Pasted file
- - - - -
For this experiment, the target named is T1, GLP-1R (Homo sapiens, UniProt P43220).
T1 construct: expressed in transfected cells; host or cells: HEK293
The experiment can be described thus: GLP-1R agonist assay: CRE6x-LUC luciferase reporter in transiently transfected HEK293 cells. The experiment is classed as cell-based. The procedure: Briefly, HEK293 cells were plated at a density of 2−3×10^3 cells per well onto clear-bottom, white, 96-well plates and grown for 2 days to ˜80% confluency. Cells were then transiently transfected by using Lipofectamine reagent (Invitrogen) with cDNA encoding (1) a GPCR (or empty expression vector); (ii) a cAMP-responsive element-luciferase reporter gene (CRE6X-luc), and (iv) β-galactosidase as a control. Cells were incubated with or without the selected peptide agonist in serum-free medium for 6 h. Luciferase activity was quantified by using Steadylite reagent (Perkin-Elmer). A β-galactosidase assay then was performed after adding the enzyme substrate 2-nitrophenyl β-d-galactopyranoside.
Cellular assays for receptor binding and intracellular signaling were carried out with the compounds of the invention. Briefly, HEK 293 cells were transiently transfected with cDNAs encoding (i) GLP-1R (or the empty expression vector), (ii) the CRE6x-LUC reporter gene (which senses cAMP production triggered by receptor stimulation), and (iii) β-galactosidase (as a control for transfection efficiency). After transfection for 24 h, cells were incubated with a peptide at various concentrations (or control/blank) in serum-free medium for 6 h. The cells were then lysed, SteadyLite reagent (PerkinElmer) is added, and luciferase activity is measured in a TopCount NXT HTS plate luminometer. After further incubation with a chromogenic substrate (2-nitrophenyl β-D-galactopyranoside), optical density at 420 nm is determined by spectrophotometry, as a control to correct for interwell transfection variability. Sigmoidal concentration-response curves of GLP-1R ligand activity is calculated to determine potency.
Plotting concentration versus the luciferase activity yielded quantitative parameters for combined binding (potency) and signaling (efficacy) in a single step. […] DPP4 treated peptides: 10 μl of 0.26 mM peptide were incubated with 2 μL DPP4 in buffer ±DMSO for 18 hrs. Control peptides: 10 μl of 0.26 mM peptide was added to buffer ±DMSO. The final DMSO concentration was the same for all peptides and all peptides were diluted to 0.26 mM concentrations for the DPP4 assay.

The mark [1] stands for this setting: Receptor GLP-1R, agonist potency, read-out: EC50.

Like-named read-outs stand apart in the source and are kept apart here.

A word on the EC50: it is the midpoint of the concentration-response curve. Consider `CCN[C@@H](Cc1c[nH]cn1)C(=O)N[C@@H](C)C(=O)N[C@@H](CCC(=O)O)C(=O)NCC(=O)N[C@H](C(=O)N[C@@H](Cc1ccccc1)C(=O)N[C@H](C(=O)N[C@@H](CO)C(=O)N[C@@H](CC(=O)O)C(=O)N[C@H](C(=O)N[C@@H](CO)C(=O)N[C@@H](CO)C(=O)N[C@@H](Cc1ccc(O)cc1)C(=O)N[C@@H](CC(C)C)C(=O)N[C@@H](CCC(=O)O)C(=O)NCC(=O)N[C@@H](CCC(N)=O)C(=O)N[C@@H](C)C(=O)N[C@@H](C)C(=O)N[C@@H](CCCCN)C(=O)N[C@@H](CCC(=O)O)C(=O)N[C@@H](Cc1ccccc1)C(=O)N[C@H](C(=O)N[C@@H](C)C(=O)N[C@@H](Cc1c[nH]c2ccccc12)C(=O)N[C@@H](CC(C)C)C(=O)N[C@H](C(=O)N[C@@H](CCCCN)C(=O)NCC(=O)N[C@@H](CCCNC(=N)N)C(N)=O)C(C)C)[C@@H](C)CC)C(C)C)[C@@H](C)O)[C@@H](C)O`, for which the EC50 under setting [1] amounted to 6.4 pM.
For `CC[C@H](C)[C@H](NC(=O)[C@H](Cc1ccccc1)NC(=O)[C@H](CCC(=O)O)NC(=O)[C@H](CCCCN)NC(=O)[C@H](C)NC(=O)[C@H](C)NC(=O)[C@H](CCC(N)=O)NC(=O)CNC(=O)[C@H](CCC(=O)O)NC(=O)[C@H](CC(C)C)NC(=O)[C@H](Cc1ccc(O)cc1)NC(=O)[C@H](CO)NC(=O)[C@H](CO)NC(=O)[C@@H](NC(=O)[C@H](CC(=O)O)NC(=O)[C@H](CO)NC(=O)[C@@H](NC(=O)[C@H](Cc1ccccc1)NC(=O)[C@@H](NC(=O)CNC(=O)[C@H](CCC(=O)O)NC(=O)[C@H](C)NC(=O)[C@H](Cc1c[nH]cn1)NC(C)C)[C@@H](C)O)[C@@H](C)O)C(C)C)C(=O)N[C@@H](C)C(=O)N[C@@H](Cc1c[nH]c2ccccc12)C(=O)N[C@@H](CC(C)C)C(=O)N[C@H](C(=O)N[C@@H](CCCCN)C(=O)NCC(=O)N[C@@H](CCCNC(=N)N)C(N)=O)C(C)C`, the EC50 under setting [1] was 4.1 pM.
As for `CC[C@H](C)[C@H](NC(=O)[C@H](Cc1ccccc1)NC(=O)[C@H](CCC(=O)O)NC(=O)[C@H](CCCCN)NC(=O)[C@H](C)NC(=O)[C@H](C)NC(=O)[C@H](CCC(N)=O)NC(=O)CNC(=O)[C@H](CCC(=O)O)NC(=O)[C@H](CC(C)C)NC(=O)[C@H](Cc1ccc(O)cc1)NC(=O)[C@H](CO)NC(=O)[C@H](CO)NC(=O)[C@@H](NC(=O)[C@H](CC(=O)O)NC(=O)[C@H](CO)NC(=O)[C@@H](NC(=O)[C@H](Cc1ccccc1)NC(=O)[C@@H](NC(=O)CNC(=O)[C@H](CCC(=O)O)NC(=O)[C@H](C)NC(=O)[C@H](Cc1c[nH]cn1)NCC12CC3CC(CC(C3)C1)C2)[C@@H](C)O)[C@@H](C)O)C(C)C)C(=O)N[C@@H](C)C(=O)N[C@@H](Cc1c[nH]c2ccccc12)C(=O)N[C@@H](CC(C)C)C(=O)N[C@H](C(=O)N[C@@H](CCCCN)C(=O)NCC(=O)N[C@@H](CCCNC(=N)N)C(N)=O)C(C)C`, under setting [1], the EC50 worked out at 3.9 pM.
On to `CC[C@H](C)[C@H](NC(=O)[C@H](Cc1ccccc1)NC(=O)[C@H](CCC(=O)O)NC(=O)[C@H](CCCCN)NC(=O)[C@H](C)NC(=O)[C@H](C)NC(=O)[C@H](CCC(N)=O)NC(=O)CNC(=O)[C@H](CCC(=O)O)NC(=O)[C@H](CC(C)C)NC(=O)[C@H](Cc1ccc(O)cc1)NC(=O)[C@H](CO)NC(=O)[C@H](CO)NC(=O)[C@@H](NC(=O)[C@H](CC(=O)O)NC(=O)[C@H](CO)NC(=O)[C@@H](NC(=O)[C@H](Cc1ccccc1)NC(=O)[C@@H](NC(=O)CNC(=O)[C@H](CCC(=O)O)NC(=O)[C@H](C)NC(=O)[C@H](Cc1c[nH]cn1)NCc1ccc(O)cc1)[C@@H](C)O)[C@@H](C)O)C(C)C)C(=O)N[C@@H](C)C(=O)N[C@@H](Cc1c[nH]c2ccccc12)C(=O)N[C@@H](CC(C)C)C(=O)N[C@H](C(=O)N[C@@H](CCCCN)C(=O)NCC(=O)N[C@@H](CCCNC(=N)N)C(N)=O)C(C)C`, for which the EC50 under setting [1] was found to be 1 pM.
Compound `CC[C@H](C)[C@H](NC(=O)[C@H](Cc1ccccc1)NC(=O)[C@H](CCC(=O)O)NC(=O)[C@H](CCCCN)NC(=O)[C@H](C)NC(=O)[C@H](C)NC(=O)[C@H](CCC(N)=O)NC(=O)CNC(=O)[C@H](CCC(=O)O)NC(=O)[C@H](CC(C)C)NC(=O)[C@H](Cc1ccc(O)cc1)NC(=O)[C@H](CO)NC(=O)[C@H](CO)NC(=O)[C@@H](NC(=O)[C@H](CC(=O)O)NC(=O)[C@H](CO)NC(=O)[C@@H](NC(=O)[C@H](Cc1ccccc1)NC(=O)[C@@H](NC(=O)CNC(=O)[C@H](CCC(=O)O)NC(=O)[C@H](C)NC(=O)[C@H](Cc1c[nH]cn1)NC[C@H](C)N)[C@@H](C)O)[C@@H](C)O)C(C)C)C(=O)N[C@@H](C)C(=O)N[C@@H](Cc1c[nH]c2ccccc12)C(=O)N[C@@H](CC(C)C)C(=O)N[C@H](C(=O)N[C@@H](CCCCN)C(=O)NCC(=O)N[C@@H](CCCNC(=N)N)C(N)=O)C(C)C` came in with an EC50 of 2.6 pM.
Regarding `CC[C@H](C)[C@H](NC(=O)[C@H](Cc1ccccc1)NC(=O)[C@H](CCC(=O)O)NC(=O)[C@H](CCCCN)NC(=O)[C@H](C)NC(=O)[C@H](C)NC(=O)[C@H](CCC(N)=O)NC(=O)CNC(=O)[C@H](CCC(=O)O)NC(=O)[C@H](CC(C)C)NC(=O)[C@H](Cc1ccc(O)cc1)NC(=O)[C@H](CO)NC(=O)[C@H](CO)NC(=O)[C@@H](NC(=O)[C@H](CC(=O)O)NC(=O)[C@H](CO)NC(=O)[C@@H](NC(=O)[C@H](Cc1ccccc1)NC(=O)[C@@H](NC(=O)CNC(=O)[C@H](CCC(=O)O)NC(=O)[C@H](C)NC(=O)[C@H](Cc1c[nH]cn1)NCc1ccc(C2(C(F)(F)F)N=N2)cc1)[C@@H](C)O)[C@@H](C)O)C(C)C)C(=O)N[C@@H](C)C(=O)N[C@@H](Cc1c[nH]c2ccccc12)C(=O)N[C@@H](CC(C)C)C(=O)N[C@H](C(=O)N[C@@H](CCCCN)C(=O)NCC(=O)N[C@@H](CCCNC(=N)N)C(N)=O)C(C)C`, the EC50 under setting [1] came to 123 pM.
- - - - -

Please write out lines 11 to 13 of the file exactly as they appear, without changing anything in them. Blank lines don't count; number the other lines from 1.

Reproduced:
On to `CC[C@H](C)[C@H](NC(=O)[C@H](Cc1ccccc1)NC(=O)[C@H](CCC(=O)O)NC(=O)[C@H](CCCCN)NC(=O)[C@H](C)NC(=O)[C@H](C)NC(=O)[C@H](CCC(N)=O)NC(=O)CNC(=O)[C@H](CCC(=O)O)NC(=O)[C@H](CC(C)C)NC(=O)[C@H](Cc1ccc(O)cc1)NC(=O)[C@H](CO)NC(=O)[C@H](CO)NC(=O)[C@@H](NC(=O)[C@H](CC(=O)O)NC(=O)[C@H](CO)NC(=O)[C@@H](NC(=O)[C@H](Cc1ccccc1)NC(=O)[C@@H](NC(=O)CNC(=O)[C@H](CCC(=O)O)NC(=O)[C@H](C)NC(=O)[C@H](Cc1c[nH]cn1)NCc1ccc(O)cc1)[C@@H](C)O)[C@@H](C)O)C(C)C)C(=O)N[C@@H](C)C(=O)N[C@@H](Cc1c[nH]c2ccccc12)C(=O)N[C@@H](CC(C)C)C(=O)N[C@H](C(=O)N[C@@H](CCCCN)C(=O)NCC(=O)N[C@@H](CCCNC(=N)N)C(N)=O)C(C)C`, for which the EC50 under setting [1] was found to be 1 pM.
Compound `CC[C@H](C)[C@H](NC(=O)[C@H](Cc1ccccc1)NC(=O)[C@H](CCC(=O)O)NC(=O)[C@H](CCCCN)NC(=O)[C@H](C)NC(=O)[C@H](C)NC(=O)[C@H](CCC(N)=O)NC(=O)CNC(=O)[C@H](CCC(=O)O)NC(=O)[C@H](CC(C)C)NC(=O)[C@H](Cc1ccc(O)cc1)NC(=O)[C@H](CO)NC(=O)[C@H](CO)NC(=O)[C@@H](NC(=O)[C@H](CC(=O)O)NC(=O)[C@H](CO)NC(=O)[C@@H](NC(=O)[C@H](Cc1ccccc1)NC(=O)[C@@H](NC(=O)CNC(=O)[C@H](CCC(=O)O)NC(=O)[C@H](C)NC(=O)[C@H](Cc1c[nH]cn1)NC[C@H](C)N)[C@@H](C)O)[C@@H](C)O)C(C)C)C(=O)N[C@@H](C)C(=O)N[C@@H](Cc1c[nH]c2ccccc12)C(=O)N[C@@H](CC(C)C)C(=O)N[C@H](C(=O)N[C@@H](CCCCN)C(=O)NCC(=O)N[C@@H](CCCNC(=N)N)C(N)=O)C(C)C` came in with an EC50 of 2.6 pM.
Regarding `CC[C@H](C)[C@H](NC(=O)[C@H](Cc1ccccc1)NC(=O)[C@H](CCC(=O)O)NC(=O)[C@H](CCCCN)NC(=O)[C@H](C)NC(=O)[C@H](C)NC(=O)[C@H](CCC(N)=O)NC(=O)CNC(=O)[C@H](CCC(=O)O)NC(=O)[C@H](CC(C)C)NC(=O)[C@H](Cc1ccc(O)cc1)NC(=O)[C@H](CO)NC(=O)[C@H](CO)NC(=O)[C@@H](NC(=O)[C@H](CC(=O)O)NC(=O)[C@H](CO)NC(=O)[C@@H](NC(=O)[C@H](Cc1ccccc1)NC(=O)[C@@H](NC(=O)CNC(=O)[C@H](CCC(=O)O)NC(=O)[C@H](C)NC(=O)[C@H](Cc1c[nH]cn1)NCc1ccc(C2(C(F)(F)F)N=N2)cc1)[C@@H](C)O)[C@@H](C)O)C(C)C)C(=O)N[C@@H](C)C(=O)N[C@@H](Cc1c[nH]c2ccccc12)C(=O)N[C@@H](CC(C)C)C(=O)N[C@H](C(=O)N[C@@H](CCCCN)C(=O)NCC(=O)N[C@@H](CCCNC(=N)N)C(N)=O)C(C)C`, the EC50 under setting [1] came to 123 pM.